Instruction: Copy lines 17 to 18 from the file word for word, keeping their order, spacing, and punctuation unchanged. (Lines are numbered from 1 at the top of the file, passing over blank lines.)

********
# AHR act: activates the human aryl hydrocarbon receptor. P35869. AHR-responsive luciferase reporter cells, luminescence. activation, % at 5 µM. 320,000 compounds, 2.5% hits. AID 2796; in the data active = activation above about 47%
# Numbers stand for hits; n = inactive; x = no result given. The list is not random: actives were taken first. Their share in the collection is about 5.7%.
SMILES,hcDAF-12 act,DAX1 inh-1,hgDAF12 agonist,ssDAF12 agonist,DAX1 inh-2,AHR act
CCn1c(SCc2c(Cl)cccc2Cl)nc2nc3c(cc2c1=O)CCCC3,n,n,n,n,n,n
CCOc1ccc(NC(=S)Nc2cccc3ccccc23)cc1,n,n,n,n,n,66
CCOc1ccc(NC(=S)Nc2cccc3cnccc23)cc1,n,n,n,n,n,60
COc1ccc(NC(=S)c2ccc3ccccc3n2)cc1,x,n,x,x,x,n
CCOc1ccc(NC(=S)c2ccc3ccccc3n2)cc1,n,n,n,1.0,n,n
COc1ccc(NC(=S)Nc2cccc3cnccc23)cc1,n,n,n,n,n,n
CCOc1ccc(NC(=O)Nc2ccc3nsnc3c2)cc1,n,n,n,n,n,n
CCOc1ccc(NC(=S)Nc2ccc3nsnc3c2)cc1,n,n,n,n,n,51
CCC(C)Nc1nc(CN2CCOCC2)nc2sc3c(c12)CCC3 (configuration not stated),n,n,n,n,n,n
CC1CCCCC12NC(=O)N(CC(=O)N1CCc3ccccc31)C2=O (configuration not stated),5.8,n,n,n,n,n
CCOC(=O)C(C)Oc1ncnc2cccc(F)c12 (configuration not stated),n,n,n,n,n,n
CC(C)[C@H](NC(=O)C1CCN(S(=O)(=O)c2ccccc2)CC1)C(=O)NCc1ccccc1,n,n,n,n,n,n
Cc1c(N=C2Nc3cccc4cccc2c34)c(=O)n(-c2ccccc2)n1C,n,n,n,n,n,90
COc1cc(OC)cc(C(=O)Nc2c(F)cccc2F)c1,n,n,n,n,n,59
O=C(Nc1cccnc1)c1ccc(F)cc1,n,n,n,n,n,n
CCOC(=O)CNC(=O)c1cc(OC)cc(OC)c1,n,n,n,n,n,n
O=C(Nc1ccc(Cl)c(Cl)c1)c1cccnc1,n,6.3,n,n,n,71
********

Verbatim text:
COc1cc(OC)cc(C(=O)Nc2c(F)cccc2F)c1,n,n,n,n,n,59
O=C(Nc1cccnc1)c1ccc(F)cc1,n,n,n,n,n,n